EMPLOYMENT APPEALS TRIBUNAL
CLAIM(S) OF: CASE NO.
Dion Wall -claimant UD1302/2014 MN648/2014
Burnside Hydracyl (Ballymoon) Limited -respondent
UNFAIR DISMISSALS ACTS 1977 TO 2007
MINIMUM NOTICE AND TERMS OF EMPLOYMENT ACTS, 1973 TO 2005
I certify that the Tribunal
(Division of Tribunal)
Chairman: Mr N. Russell
Members: Mr J. Browne
Ms S. Kelly
heard this claim at Carlow on 24th September 2015
Claimant: Ms. Emma Muldowney B.L. instructed by Niamh Tuite & Company,
Solicitors, Balreask, Trim Road, Navan, Co. Meath
Respondent: The Managing Director of the company.
Summary of evidence:
The claimant was employed as a general operative from 13th June 2013. Initially the employment was intended as a period of summer work as had occurred the previous year. However, following receipt of his Leaving Certificate results in August 2013 the claimant decided to defer college. He informed the company of this and enquired about full-time work with the company which he was subsequently offered. It was the claimant’s evidence that he did not really intend to pursue college at a later stage as he was hoping an apprenticeship might become available with the respondent company over time.
The claimant applied for the army during the summer of 2014 and this was known within the company. It was his evidence that during July the Production Manager asked him when he was leaving for the army. The claimant replied that he did not know if he would be successful given the number of applicants. The Production Manager told the claimant that he would make it easy for him as he would be “getting rid” of him.
When the claimant attended work on Monday, 28th July 2014 a rumour was circulating that he was being given his notice that day. Subsequently, the Production Manager handed him a letter dated 25th July 2014 which stated that the claimant’s contract was due to finish on 1st August 2014 as agreed at the commencement of the employment. A discussion was held in the Managing Director’s office that day after the claimant was provided with the letter of termination.
It was Managing Director’s evidence that in August 2013 the claimant was offered employment for one year only. The company sought to rely on a contract of employment in support of that contention. The contract included a section entitled “employment details” which stated:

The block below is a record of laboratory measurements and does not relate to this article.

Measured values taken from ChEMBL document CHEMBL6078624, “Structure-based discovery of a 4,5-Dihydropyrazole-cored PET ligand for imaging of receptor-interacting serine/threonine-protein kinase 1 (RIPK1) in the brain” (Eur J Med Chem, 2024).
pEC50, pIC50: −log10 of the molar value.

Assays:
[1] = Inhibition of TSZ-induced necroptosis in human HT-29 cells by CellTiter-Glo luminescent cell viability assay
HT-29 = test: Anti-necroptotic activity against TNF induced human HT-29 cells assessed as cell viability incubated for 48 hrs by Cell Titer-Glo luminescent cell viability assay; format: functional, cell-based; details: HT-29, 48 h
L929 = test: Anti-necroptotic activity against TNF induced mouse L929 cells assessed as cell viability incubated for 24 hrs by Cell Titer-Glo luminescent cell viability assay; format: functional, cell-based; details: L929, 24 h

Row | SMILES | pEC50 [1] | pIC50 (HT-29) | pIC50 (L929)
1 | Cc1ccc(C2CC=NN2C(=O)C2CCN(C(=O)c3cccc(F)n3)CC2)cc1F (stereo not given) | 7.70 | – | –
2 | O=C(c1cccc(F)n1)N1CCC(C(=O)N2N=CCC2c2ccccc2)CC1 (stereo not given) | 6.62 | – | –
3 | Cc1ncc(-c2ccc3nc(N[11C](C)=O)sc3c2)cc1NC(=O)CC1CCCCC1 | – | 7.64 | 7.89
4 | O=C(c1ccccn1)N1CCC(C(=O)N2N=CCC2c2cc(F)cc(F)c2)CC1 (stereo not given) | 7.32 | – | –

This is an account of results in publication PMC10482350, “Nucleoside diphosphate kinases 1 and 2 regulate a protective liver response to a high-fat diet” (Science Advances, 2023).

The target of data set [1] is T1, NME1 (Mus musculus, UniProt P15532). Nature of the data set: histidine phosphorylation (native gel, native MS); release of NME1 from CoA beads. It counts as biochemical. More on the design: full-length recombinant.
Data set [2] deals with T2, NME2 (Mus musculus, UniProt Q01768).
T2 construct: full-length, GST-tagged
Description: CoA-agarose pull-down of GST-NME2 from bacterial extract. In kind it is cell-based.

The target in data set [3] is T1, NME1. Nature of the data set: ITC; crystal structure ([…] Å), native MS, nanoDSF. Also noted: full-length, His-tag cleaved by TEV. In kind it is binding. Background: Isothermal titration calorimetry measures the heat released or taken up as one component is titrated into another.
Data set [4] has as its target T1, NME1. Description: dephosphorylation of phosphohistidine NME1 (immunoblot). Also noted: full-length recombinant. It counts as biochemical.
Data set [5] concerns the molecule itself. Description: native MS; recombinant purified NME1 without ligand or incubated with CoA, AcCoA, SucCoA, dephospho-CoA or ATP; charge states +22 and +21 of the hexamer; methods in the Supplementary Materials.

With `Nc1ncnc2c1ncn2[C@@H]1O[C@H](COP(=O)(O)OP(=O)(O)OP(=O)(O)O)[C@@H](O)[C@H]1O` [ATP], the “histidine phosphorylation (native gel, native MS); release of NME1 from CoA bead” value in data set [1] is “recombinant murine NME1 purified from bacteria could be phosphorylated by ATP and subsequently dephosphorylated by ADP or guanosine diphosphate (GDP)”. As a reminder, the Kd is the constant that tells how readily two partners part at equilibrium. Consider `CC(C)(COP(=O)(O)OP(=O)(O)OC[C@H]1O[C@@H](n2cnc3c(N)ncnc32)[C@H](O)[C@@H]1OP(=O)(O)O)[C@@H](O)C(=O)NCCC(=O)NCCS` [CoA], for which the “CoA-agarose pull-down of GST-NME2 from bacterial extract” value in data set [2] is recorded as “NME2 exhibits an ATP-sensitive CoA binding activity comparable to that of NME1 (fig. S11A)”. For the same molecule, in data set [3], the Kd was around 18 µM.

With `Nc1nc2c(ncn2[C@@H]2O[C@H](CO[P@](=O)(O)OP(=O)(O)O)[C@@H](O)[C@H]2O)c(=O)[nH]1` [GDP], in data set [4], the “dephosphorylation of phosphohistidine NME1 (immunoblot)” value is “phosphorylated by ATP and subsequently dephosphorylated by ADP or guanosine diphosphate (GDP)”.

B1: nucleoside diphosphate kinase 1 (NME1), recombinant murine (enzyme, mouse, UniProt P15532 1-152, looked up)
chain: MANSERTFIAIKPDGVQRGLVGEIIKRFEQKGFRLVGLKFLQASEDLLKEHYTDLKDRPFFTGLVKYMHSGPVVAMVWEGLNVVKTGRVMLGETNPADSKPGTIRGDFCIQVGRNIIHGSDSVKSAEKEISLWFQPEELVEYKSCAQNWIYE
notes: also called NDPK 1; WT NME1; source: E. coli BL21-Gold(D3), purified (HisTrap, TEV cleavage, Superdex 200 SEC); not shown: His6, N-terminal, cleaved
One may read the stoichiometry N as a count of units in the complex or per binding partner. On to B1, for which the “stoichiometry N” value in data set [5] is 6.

“Your employment is on a temporary basis for 1 year for you to return to college for your deferred course in 2014. Employment dates are from 22.08.13 to 01.08.14.”
The Managing Director’s signature was stamped onto this contract by the Human Resources Manager. The original of the contract was submitted by the Managing Director to the Tribunal. However, the claimant disputed in his evidence that he had received this contract and he also disputed that the signature on the document was his. The signature was compared to his signature on other documents and appeared differently on those documents. It was the claimant’s evidence that he recalled receiving a contract of employment in June 2012 but he did not recall receiving any further contracts.
The Managing Director stated that there were issues between the claimant and the Production Manager. If this had not been the case the claimant might have been offered a further contract but in any event the company was entitled to terminate the claimant’s employment by virtue of the contract.
The claimant was unhappy with the decision to terminate his employment and he wrote a letter to the Human Resources Manager raising a number of matters including that he had not agreed to a fixed-term contract and stating that usually a fixed-term contract would be issued, explained and signed by both parties which was not the case in this instance. The letter asked the company to review the decision to terminate his employment but there was no further engagement between the parties.
The claimant gave evidence of loss and mitigation of that loss which included his subsequent appointment to the army. He confirmed that the only reason he would have departed the company of his own accord was for a position in the army.
Having considered the evidence of both witnesses and the documents provided it is the decision of the Tribunal that the claimant’s employment was not terminated arising solely out of the expiration of a fixed-term contract. There was no basis for the termination of the claimant’s employment by notice dated the 25th July and delivered to him on the 28th July.
However, in determining the amount of compensation to be paid, the Tribunal has had due regard to the fact that the claimant, by his own actions, indicated no intention of remaining for any appreciable period in the respondent’s employment and did secure temporary work within a short period of the termination of his employment and shortly thereafter got a position in the army which was his primary objective for some time.
The Tribunal awards the claimant the sum of €1,500 under the Acts in respect of his unfair dismissal and the sum of €148.20 (being the equivalent of two days’ gross pay) is awarded in respect of notice pay under the Minimum Notice and Terms of Employment Acts, 1973 to 2005.
Sealed with the Seal of the
Employment Appeals Tribunal